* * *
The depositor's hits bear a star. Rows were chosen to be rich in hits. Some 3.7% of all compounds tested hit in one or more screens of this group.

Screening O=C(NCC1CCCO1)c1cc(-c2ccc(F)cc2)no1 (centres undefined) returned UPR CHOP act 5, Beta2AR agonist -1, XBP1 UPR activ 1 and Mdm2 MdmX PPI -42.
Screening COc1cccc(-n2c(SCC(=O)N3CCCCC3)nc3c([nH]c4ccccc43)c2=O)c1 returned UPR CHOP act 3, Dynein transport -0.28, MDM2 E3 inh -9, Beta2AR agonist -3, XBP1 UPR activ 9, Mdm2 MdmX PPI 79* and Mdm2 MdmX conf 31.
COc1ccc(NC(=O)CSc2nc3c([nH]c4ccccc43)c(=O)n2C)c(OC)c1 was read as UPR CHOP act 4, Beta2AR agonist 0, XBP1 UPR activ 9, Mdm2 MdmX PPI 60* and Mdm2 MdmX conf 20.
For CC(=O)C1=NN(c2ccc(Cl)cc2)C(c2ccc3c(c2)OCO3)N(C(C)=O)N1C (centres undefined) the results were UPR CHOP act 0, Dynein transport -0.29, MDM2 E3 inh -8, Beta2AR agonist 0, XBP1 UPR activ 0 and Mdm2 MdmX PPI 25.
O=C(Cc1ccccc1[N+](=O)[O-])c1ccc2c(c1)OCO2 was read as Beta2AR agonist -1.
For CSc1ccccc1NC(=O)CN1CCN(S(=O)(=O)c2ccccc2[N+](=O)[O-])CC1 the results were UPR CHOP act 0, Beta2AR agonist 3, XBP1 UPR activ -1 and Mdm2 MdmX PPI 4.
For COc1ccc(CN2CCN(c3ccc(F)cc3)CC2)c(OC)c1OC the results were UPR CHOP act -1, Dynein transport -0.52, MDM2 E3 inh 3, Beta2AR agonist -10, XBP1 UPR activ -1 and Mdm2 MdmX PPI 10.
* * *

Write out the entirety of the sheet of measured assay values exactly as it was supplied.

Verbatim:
The depositor's hits bear a star. Rows were chosen to be rich in hits. Some 3.7% of all compounds tested hit in one or more screens of this group.

Screening O=C(NCC1CCCO1)c1cc(-c2ccc(F)cc2)no1 (centres undefined) returned UPR CHOP act 5, Beta2AR agonist -1, XBP1 UPR activ 1 and Mdm2 MdmX PPI -42.
Screening COc1cccc(-n2c(SCC(=O)N3CCCCC3)nc3c([nH]c4ccccc43)c2=O)c1 returned UPR CHOP act 3, Dynein transport -0.28, MDM2 E3 inh -9, Beta2AR agonist -3, XBP1 UPR activ 9, Mdm2 MdmX PPI 79* and Mdm2 MdmX conf 31.
COc1ccc(NC(=O)CSc2nc3c([nH]c4ccccc43)c(=O)n2C)c(OC)c1 was read as UPR CHOP act 4, Beta2AR agonist 0, XBP1 UPR activ 9, Mdm2 MdmX PPI 60* and Mdm2 MdmX conf 20.
For CC(=O)C1=NN(c2ccc(Cl)cc2)C(c2ccc3c(c2)OCO3)N(C(C)=O)N1C (centres undefined) the results were UPR CHOP act 0, Dynein transport -0.29, MDM2 E3 inh -8, Beta2AR agonist 0, XBP1 UPR activ 0 and Mdm2 MdmX PPI 25.
O=C(Cc1ccccc1[N+](=O)[O-])c1ccc2c(c1)OCO2 was read as Beta2AR agonist -1.
For CSc1ccccc1NC(=O)CN1CCN(S(=O)(=O)c2ccccc2[N+](=O)[O-])CC1 the results were UPR CHOP act 0, Beta2AR agonist 3, XBP1 UPR activ -1 and Mdm2 MdmX PPI 4.
For COc1ccc(CN2CCN(c3ccc(F)cc3)CC2)c(OC)c1OC the results were UPR CHOP act -1, Dynein transport -0.52, MDM2 E3 inh 3, Beta2AR agonist -10, XBP1 UPR activ -1 and Mdm2 MdmX PPI 10.